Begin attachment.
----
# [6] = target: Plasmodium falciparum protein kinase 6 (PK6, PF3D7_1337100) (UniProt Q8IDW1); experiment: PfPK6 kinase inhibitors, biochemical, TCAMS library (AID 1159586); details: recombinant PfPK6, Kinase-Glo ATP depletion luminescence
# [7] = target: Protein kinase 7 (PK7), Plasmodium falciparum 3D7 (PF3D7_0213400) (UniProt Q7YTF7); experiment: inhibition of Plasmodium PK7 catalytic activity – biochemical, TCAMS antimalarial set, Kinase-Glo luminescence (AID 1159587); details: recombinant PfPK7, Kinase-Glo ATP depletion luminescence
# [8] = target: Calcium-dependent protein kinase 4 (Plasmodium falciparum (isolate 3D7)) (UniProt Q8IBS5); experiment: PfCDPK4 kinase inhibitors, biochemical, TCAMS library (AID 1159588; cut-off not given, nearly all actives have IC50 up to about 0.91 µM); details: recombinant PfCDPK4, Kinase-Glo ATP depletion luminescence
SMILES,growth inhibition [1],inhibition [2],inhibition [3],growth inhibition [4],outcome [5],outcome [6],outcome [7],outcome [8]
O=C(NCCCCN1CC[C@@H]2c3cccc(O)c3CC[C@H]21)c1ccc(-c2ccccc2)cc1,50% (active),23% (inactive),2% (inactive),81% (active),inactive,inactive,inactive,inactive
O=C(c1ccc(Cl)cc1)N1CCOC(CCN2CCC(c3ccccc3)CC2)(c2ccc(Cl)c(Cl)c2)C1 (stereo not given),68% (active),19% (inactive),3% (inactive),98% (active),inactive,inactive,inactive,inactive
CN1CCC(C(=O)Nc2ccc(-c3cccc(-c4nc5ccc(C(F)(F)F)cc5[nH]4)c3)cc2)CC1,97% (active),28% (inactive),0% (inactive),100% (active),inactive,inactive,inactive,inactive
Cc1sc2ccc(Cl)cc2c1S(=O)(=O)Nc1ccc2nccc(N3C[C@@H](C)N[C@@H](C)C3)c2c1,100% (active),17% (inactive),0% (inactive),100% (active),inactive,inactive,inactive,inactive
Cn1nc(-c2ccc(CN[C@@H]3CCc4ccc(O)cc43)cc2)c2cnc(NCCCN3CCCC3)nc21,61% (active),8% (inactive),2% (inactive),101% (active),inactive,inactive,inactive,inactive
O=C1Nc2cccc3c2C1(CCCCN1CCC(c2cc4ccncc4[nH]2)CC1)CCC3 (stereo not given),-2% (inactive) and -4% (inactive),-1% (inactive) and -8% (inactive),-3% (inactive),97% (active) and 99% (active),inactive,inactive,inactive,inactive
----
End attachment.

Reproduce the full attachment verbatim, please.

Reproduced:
# [6] = target: Plasmodium falciparum protein kinase 6 (PK6, PF3D7_1337100) (UniProt Q8IDW1); experiment: PfPK6 kinase inhibitors, biochemical, TCAMS library (AID 1159586); details: recombinant PfPK6, Kinase-Glo ATP depletion luminescence
# [7] = target: Protein kinase 7 (PK7), Plasmodium falciparum 3D7 (PF3D7_0213400) (UniProt Q7YTF7); experiment: inhibition of Plasmodium PK7 catalytic activity – biochemical, TCAMS antimalarial set, Kinase-Glo luminescence (AID 1159587); details: recombinant PfPK7, Kinase-Glo ATP depletion luminescence
# [8] = target: Calcium-dependent protein kinase 4 (Plasmodium falciparum (isolate 3D7)) (UniProt Q8IBS5); experiment: PfCDPK4 kinase inhibitors, biochemical, TCAMS library (AID 1159588; cut-off not given, nearly all actives have IC50 up to about 0.91 µM); details: recombinant PfCDPK4, Kinase-Glo ATP depletion luminescence
SMILES,growth inhibition [1],inhibition [2],inhibition [3],growth inhibition [4],outcome [5],outcome [6],outcome [7],outcome [8]
O=C(NCCCCN1CC[C@@H]2c3cccc(O)c3CC[C@H]21)c1ccc(-c2ccccc2)cc1,50% (active),23% (inactive),2% (inactive),81% (active),inactive,inactive,inactive,inactive
O=C(c1ccc(Cl)cc1)N1CCOC(CCN2CCC(c3ccccc3)CC2)(c2ccc(Cl)c(Cl)c2)C1 (stereo not given),68% (active),19% (inactive),3% (inactive),98% (active),inactive,inactive,inactive,inactive
CN1CCC(C(=O)Nc2ccc(-c3cccc(-c4nc5ccc(C(F)(F)F)cc5[nH]4)c3)cc2)CC1,97% (active),28% (inactive),0% (inactive),100% (active),inactive,inactive,inactive,inactive
Cc1sc2ccc(Cl)cc2c1S(=O)(=O)Nc1ccc2nccc(N3C[C@@H](C)N[C@@H](C)C3)c2c1,100% (active),17% (inactive),0% (inactive),100% (active),inactive,inactive,inactive,inactive
Cn1nc(-c2ccc(CN[C@@H]3CCc4ccc(O)cc43)cc2)c2cnc(NCCCN3CCCC3)nc21,61% (active),8% (inactive),2% (inactive),101% (active),inactive,inactive,inactive,inactive
O=C1Nc2cccc3c2C1(CCCCN1CCC(c2cc4ccncc4[nH]2)CC1)CCC3 (stereo not given),-2% (inactive) and -4% (inactive),-1% (inactive) and -8% (inactive),-3% (inactive),97% (active) and 99% (active),inactive,inactive,inactive,inactive